714 X. ON THE STRUCTURE OF 'MATTER'
Section E. The new quantum mechanics.
The main problem of the quantum theory is to determine these functions of the operations, so that the solution of certain equations (hamiltonian) may represent the experimental facts. The original equations of the new mechanics of Heisenberg, Born, and Jordan were frankly founded on an empirical basis. As Dirac puts it, in seeking for the new equations, the classical equations were to be retained as far as possible and only the operations by which these quantities are combined were to be altered.
To gain this freedom to alter multiplication the data were first interpreted as matrices. Then it was found, by Born and Wiener, that the matrices could be interpreted as a special kind of operator, which furnished means to calculate the matrices. Carl Eckart independently developed a simple operator calculus for the solution of the quantum problems. In this present work I follow closely the paper of Eckart.7
The origin of the new quantum mechanics was an epoch-making paper by Werner Heisenberg, in July, 1925. The older quantum theory had postulated the existence of stationary states of the atom, which were calculated with the aid of the older mechanics. In the new mechanics the equations have similar form as in the classical theory, but the variables no longer obey the commutative law of multiplication. In general pq is not equal to
in the classical theory) but, where h represents the Planck con-
stant, q the generalized co-ordinate, p the momentum, 1 stands for the unit matrix, andhave the usual meaning. The fact that multiplication is
not commutative in our calculus allows us to give a definite value to the above difference and by introducing the Planck constant h, we are enabled to introduce the quantum conditions in our calculations.
The quantum conditions of the older theory led to an algebraic equation. By using the classical equation with a non-commutative multiplication law for the variables it is possible to perform calculations in the new and wider scheme of dynamics. The difference between pq and qp is expressed in terms of the Planck constant h. When h is made to approach zero, pq approaches qp, and so we pass to the classical mechanics. Thus we see that the classical mechanics appear only as a particular case of this more general theory.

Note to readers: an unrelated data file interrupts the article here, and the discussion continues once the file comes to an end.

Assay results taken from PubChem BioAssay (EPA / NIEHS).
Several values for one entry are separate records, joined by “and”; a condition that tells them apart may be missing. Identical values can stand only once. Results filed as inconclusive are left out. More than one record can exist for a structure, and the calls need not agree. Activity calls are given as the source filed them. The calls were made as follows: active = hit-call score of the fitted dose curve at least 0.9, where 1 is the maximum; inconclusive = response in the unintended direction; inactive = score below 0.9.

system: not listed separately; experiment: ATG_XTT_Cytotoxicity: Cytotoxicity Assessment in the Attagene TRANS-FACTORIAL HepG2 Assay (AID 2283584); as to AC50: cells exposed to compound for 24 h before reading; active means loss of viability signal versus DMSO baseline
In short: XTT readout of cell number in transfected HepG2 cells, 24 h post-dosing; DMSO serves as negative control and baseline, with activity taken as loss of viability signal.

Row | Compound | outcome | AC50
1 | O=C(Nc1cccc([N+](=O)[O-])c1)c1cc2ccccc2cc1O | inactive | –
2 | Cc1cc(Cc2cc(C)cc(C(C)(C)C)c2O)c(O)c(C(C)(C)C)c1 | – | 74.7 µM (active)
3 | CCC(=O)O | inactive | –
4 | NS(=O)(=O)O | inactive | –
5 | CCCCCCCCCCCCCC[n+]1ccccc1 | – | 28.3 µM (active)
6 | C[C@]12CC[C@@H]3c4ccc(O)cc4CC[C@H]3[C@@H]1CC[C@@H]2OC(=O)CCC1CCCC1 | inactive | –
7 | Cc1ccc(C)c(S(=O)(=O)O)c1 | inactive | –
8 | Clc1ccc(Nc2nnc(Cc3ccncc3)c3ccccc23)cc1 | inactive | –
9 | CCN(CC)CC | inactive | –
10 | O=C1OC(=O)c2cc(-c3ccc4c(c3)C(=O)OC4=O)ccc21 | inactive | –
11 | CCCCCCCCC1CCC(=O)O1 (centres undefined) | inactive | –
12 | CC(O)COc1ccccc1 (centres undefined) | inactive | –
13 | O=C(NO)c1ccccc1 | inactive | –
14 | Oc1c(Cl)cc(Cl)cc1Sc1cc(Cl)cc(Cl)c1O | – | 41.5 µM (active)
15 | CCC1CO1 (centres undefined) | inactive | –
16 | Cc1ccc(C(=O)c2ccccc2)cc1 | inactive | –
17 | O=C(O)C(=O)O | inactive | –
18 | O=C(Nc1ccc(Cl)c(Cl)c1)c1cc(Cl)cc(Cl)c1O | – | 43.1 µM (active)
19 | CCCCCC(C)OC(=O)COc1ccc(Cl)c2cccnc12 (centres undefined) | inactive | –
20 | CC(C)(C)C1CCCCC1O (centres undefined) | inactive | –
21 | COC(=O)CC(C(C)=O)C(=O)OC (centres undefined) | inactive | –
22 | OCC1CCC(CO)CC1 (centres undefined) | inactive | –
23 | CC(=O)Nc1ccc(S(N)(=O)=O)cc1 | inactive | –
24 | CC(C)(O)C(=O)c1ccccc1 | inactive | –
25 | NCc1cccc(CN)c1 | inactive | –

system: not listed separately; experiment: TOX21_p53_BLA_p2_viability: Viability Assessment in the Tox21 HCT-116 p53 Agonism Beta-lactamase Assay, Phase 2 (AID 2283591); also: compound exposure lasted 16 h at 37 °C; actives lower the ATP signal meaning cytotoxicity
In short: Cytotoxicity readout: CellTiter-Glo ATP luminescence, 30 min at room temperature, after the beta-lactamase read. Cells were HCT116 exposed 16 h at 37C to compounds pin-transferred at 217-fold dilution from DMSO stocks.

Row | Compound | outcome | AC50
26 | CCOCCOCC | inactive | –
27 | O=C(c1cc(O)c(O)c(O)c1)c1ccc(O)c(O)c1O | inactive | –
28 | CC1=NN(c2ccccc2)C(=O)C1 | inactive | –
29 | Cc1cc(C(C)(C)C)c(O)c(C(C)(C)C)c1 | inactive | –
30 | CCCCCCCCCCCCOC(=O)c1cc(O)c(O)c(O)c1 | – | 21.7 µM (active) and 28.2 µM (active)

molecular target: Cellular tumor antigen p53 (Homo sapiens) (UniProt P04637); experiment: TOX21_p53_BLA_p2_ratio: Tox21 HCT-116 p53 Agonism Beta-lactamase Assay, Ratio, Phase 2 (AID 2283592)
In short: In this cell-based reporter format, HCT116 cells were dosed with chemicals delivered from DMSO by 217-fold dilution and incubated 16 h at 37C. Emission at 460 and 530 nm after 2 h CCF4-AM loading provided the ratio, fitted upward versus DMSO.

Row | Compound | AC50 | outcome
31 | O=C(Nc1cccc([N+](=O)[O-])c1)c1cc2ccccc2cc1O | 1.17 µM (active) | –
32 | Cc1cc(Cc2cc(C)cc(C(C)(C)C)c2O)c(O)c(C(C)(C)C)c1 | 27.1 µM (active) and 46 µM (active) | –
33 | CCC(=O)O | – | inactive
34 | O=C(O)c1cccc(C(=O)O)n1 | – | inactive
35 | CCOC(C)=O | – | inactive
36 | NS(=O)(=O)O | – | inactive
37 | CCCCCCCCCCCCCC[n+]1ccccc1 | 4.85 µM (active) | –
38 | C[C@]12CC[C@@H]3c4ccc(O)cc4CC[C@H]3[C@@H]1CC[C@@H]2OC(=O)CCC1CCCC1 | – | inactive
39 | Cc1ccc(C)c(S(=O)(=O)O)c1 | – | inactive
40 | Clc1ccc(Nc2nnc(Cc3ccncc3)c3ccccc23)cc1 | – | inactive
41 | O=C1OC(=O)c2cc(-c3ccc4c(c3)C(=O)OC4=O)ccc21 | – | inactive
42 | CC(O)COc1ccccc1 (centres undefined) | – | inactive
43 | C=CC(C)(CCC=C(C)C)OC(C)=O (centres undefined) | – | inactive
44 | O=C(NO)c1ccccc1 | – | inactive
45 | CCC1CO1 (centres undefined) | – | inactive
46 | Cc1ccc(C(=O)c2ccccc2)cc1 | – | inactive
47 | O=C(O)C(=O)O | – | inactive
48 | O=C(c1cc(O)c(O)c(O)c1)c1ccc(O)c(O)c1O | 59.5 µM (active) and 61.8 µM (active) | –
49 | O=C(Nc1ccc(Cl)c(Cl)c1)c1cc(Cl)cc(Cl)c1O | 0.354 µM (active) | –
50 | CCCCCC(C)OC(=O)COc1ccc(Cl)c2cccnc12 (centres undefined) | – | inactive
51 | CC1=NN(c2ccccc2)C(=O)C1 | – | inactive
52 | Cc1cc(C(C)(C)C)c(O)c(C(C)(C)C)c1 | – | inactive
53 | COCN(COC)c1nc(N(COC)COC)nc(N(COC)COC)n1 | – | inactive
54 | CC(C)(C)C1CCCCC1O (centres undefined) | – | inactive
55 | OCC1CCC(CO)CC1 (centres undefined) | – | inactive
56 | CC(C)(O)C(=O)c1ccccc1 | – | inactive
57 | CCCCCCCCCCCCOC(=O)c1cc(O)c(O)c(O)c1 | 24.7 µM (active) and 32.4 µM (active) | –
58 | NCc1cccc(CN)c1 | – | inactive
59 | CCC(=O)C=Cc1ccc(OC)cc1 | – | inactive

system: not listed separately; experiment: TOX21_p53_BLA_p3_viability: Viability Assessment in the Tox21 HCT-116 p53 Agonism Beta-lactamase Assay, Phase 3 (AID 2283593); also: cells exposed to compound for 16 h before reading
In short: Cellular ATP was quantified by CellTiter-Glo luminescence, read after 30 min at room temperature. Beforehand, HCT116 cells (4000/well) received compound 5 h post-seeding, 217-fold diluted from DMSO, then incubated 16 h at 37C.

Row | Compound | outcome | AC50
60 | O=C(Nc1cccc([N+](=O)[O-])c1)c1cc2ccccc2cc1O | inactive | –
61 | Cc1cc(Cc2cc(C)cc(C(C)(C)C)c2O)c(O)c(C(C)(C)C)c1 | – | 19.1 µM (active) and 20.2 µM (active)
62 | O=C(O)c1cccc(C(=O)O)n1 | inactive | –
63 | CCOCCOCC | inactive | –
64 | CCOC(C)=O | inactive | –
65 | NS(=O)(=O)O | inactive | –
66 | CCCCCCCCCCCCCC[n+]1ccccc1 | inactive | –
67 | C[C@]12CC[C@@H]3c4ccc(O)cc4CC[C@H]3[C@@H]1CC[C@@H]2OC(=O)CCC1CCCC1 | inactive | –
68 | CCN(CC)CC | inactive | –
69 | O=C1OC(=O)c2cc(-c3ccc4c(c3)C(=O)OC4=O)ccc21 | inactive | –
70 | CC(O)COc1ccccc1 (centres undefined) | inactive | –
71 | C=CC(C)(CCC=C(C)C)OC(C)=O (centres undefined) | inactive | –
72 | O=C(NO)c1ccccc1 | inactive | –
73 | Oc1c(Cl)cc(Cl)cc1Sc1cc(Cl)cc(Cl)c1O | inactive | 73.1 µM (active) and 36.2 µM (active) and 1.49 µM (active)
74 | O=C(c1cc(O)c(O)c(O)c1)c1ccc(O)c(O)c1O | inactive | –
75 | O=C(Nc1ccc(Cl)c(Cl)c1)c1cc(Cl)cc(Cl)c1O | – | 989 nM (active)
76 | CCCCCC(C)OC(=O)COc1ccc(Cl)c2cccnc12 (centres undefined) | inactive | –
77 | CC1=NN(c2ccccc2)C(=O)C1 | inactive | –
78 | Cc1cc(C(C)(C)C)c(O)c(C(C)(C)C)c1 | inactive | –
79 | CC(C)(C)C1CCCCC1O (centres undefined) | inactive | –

In introducing his theory, Heisenberg pointed out that the older mechanics uses quantities which are never observable, and can never be observed, such as, for instance, orbital frequencies and amplitudes, or the position and 'time' of revolution of an 'electron'. , which, as such, have no physical meaning. He proposes to use observable data, such as the frequencies and intensities of the radiations , . Now these frequencies are always differences between two terms given by integers. are two such terms, the observable frequency
is theoretically represented by. Such numbers as characterize
the atom as far as it is observable. It was natural that such a collection ('sum' in this case has no longer any physical meaning) of terms could best be represented by a matrix. In the classical theory a dynamical quantity was